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News: Enterprise Service Bus Cape Clear 6.1 released

  1. Cape Clear Software today announced the availability of a new version of its Enterprise Service Bus (ESB), hot on the heels of BEA's own ESB announcement earlier this week.

    Cape Clear 6.1 adds support for a range of messaging infrastructures, including:
    (x) Standard Internet infrastructure:
    - HTTP
    - FTP
    - SMTP
    - WS-ReliableMessaging
    (x) Existing JMS Middleware:
    - JBoss JMS
    - Oracle JMS
    - SonicMQ
    - WebLogic JMS
    - WebSphere MQ
    (x) New JMS Middleware:
    Cape Clear's ESB now optionally includes a fully integrated version of the JBoss JMS.

    Cape Clear also provides the Orchestrator BPEL engine with the following new features:
    (x) A new Copy dialog that provides a simple interface for business analysts to construct complex XPath expressions in BPEL.
    (x) Auto-generation of BPEL variables, which saves time and makes the process of creating working BPEL processes less complex.
    (x) Additional support for BPEL correlation sets.
    (x) Increased productivity, by enabling the drag and drop of partner links.
    (x) Improved process-management features, enabling administrators to view messages exchanged with partners for a complete process audit trail.
    (x) More sophisticated process-management search tools. Administrators can now view and search processes on the basis of business or process data. This makes it much easier for business administrators to manage process flows.

    Cape Clear 6.1 also added support for SAAJ 1.2 (SOAP with Attachments API for Java).

    Threaded Messages (13)

  2. Woopie another ESB[ Go to top ]

    Is this not just another XML-based tool implementing WS-Everything from OASIS?

    At least BEA chose not to turn everything into XML first, that will give them a very good edge on performance.

    The list of supported features doesn't read much past standard internet transports and JMS, what then is their selling point over something like BEA, Sonic or PolarLake?

    BEA have little expertise in integration, yet, Sonic are better in this space but I would have opted for PolarLake, it supports all the same features and more.

    I'd be interested to hear from anyone who's using this in anger or who's compared it to other products.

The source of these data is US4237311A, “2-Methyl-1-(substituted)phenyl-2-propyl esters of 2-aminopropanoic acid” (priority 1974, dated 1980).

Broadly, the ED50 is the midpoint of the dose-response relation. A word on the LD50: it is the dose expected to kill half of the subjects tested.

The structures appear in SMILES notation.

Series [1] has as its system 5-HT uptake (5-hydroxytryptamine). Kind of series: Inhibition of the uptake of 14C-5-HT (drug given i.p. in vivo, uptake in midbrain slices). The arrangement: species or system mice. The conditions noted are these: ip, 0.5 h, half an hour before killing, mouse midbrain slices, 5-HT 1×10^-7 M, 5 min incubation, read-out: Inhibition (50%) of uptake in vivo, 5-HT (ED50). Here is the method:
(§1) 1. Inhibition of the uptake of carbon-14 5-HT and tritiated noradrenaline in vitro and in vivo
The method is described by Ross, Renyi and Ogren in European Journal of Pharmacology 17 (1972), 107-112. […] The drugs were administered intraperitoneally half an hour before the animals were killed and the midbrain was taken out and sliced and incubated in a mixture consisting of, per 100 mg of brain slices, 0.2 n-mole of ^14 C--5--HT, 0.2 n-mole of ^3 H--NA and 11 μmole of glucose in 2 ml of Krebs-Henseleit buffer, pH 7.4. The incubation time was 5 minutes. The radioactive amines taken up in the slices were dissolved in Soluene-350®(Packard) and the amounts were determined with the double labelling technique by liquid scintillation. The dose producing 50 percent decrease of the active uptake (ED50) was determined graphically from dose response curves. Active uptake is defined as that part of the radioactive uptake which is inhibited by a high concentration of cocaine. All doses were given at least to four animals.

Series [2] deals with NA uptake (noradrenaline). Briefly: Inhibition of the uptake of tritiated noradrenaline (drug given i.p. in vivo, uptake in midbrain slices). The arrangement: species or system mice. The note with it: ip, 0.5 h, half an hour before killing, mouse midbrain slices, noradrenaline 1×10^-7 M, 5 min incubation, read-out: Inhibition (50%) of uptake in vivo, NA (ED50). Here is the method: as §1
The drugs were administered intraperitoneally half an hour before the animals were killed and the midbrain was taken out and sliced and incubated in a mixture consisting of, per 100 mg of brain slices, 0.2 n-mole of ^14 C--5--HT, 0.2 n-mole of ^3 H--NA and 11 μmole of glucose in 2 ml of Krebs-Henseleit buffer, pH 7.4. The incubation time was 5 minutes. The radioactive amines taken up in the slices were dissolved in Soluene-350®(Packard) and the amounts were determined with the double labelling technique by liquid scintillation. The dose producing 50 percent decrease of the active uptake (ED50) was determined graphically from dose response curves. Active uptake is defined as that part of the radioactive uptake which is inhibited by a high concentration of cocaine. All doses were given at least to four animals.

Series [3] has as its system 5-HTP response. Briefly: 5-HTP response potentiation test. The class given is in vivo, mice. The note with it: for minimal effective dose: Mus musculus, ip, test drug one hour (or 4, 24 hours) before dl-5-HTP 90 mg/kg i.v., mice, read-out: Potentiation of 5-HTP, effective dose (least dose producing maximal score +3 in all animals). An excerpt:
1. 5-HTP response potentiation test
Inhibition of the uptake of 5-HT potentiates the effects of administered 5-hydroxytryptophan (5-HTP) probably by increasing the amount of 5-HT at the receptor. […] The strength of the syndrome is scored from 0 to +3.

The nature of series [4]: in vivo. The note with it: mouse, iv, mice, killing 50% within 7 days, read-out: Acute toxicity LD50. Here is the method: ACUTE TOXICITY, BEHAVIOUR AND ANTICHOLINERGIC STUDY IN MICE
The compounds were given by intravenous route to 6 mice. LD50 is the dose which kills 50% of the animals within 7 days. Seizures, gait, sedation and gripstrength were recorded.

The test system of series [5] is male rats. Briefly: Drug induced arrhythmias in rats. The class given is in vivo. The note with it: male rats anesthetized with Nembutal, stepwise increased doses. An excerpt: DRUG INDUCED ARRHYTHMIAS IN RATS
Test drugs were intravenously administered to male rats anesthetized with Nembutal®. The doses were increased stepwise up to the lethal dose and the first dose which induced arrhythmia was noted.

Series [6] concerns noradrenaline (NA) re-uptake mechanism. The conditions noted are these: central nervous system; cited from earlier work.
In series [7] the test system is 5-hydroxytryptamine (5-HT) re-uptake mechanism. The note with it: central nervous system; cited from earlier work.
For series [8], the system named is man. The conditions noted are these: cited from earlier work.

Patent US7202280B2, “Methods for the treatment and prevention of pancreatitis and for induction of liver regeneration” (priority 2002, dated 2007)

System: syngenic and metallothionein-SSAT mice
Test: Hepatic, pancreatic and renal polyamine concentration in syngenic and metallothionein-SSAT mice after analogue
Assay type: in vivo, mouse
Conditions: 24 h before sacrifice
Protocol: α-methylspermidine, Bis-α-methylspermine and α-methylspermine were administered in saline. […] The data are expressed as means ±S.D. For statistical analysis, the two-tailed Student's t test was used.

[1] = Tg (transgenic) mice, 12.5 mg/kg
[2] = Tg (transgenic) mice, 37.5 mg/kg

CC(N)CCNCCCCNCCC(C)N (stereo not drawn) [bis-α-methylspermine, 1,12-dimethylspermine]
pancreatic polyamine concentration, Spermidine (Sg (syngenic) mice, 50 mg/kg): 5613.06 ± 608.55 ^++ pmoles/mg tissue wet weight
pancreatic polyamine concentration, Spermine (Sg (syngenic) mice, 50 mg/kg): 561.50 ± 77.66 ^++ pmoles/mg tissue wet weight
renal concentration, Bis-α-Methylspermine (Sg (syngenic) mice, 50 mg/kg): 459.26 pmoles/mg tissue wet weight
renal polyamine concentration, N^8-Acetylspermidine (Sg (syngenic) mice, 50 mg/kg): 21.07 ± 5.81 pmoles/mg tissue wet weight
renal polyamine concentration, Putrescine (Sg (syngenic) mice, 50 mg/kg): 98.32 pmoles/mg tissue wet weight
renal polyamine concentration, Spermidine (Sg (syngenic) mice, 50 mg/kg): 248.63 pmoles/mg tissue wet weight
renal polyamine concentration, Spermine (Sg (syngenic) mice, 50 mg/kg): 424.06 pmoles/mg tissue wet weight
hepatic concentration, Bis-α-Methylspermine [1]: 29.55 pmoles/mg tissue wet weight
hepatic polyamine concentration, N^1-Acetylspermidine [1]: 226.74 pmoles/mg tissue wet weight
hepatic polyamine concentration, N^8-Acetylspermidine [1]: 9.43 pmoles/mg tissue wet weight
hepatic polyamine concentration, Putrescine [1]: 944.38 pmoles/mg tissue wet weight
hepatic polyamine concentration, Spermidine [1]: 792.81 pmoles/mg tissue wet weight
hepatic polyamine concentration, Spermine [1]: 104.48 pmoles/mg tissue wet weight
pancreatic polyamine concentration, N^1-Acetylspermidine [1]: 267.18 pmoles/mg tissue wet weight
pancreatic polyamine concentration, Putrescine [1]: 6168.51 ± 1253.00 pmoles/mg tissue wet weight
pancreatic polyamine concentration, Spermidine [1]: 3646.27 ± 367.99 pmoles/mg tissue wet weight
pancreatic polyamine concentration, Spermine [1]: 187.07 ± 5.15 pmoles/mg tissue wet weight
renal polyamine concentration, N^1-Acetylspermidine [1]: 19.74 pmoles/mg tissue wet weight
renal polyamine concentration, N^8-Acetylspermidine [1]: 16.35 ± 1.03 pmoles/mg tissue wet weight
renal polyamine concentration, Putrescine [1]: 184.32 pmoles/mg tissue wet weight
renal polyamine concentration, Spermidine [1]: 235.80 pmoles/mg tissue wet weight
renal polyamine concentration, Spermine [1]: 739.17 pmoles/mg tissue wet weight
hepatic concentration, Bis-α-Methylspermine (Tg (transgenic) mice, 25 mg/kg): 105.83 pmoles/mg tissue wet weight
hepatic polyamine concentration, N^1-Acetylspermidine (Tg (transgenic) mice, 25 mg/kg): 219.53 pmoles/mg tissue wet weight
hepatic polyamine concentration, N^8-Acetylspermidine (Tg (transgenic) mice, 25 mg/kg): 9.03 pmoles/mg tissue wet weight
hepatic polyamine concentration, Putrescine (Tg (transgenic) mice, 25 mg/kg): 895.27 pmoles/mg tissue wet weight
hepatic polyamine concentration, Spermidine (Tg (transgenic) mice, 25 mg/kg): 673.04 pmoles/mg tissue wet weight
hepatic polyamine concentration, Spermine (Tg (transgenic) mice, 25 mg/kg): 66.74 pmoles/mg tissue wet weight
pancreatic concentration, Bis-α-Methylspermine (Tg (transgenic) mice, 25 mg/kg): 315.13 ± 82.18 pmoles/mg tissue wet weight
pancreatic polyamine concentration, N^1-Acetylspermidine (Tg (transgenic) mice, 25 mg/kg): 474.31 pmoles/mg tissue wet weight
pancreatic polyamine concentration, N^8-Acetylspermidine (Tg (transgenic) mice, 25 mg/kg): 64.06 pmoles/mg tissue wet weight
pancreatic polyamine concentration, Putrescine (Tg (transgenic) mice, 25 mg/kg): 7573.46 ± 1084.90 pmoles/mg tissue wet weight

-John-
  3. Woopie another ESB[ Go to top ]

    BEA have little expertise in integration, yet,

    I'm curious. Does WebLogic Integration 8.1 not count? It's been a pretty solid product (since SP2) in my experience, and one of the reasons I joined BEA. If you disagree, I'd like to understand.
  4. Woopie another ESB[ Go to top ]

    BEA have little expertise in integration, yet,
    I'm curious. Does WebLogic Integration 8.1 not count? It's been a pretty solid product (since SP2) in my experience, and one of the reasons I joined BEA. If you disagree, I'd like to understand.

    I think BEA have the best app server on the planet, they also have the best portal server (sorry Billy@IBM at least they run on last year's J2SE version even if they don't run on 1.5 yet).

    BEA's WLI is a very good tool and it's coming along just fine. What I really meant was that they don't have a name for integration, they're an App Server company not and integration company. Currently they have pretty sorry support for financial services integration (SWIFT et al) but should change in later releases.

    BEA are obviously working hard to change their position from being just "pure J2EE" and their recent announcement to work with Spring is the best indication I seen from any company of their size. It really shows they have vision into the 21st century.

    You have joined the right company Stu, WLI has great potential, keep working on it.

    -John-
  5. Everything into XML[ Go to top ]

    At least BEA chose not to turn everything into XML first, that will give them a very good edge on performance.

    I don't understand what do you mean by this, if you are an web service application server, the messages are in XML? Its the job of the application server deserialize the XML message into Java objects.
  6. Everything into XML[ Go to top ]

    I don't understand what do you mean by this, if you are an web service application server, the messages are in XML?

    You said it, a "web services application server", why does everything have to be web services? Great for those who want XML and web services of course but not very flexible when it comes to CSVs, FIX, SWIFT etc.
    Its the job of the application server deserialize the XML message into Java objects.

    I think you'll find CapeClear do not serialise their XML into Java Objects although I'll bow to anyone with a more intimate knowledge.

    -John-
  7. Everything into XML[ Go to top ]

    Its the job of the application server deserialize the XML message into Java objects.
    I think you'll find CapeClear do not serialise their XML into Java Objects although I'll bow to anyone with a more intimate knowledge.-John-

    Boiled down, the Cape Clear server accepts a SOAP message and calls a method on a Java class passing the deserialized SOAP message as parameters. How could it not deserialize the message into Java objects, I can't see how it would work if it didn't!